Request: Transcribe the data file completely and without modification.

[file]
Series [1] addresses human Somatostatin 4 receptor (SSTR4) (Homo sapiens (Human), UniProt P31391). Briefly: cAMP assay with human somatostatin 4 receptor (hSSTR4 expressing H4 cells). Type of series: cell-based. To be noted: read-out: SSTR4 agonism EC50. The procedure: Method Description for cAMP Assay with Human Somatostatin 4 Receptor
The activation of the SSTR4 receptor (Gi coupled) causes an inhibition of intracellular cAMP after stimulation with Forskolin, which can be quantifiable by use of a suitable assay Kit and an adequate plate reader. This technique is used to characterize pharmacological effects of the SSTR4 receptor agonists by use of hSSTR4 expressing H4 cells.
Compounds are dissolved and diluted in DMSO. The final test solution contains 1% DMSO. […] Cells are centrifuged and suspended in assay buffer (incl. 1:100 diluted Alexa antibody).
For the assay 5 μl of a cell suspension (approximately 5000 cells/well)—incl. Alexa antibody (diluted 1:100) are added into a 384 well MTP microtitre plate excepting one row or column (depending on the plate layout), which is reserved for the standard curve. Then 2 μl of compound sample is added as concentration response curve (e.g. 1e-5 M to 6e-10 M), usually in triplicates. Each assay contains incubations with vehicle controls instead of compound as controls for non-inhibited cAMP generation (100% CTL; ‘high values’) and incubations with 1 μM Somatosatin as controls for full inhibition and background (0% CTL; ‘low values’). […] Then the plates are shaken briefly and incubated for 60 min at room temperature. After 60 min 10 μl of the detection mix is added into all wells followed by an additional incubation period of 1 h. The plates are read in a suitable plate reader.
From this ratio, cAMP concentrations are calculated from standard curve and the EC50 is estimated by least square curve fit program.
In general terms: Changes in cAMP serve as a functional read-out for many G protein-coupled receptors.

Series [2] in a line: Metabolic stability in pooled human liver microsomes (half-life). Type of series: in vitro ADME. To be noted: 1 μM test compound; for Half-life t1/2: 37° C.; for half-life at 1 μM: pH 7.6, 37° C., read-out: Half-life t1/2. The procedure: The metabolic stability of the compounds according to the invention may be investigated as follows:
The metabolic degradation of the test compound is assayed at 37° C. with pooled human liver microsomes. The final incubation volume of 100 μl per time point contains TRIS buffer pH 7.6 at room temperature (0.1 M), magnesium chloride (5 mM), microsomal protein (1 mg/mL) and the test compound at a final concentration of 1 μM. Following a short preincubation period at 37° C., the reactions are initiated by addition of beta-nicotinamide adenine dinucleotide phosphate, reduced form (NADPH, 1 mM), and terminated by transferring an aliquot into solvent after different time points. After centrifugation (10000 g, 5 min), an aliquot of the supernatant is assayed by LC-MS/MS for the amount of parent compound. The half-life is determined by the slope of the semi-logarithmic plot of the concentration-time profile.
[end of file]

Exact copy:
Series [1] addresses human Somatostatin 4 receptor (SSTR4) (Homo sapiens (Human), UniProt P31391). Briefly: cAMP assay with human somatostatin 4 receptor (hSSTR4 expressing H4 cells). Type of series: cell-based. To be noted: read-out: SSTR4 agonism EC50. The procedure: Method Description for cAMP Assay with Human Somatostatin 4 Receptor
The activation of the SSTR4 receptor (Gi coupled) causes an inhibition of intracellular cAMP after stimulation with Forskolin, which can be quantifiable by use of a suitable assay Kit and an adequate plate reader. This technique is used to characterize pharmacological effects of the SSTR4 receptor agonists by use of hSSTR4 expressing H4 cells.
Compounds are dissolved and diluted in DMSO. The final test solution contains 1% DMSO. […] Cells are centrifuged and suspended in assay buffer (incl. 1:100 diluted Alexa antibody).
For the assay 5 μl of a cell suspension (approximately 5000 cells/well)—incl. Alexa antibody (diluted 1:100) are added into a 384 well MTP microtitre plate excepting one row or column (depending on the plate layout), which is reserved for the standard curve. Then 2 μl of compound sample is added as concentration response curve (e.g. 1e-5 M to 6e-10 M), usually in triplicates. Each assay contains incubations with vehicle controls instead of compound as controls for non-inhibited cAMP generation (100% CTL; ‘high values’) and incubations with 1 μM Somatosatin as controls for full inhibition and background (0% CTL; ‘low values’). […] Then the plates are shaken briefly and incubated for 60 min at room temperature. After 60 min 10 μl of the detection mix is added into all wells followed by an additional incubation period of 1 h. The plates are read in a suitable plate reader.
From this ratio, cAMP concentrations are calculated from standard curve and the EC50 is estimated by least square curve fit program.
In general terms: Changes in cAMP serve as a functional read-out for many G protein-coupled receptors.

Series [2] in a line: Metabolic stability in pooled human liver microsomes (half-life). Type of series: in vitro ADME. To be noted: 1 μM test compound; for Half-life t1/2: 37° C.; for half-life at 1 μM: pH 7.6, 37° C., read-out: Half-life t1/2. The procedure: The metabolic stability of the compounds according to the invention may be investigated as follows:
The metabolic degradation of the test compound is assayed at 37° C. with pooled human liver microsomes. The final incubation volume of 100 μl per time point contains TRIS buffer pH 7.6 at room temperature (0.1 M), magnesium chloride (5 mM), microsomal protein (1 mg/mL) and the test compound at a final concentration of 1 μM. Following a short preincubation period at 37° C., the reactions are initiated by addition of beta-nicotinamide adenine dinucleotide phosphate, reduced form (NADPH, 1 mM), and terminated by transferring an aliquot into solvent after different time points. After centrifugation (10000 g, 5 min), an aliquot of the supernatant is assayed by LC-MS/MS for the amount of parent compound. The half-life is determined by the slope of the semi-logarithmic plot of the concentration-time profile.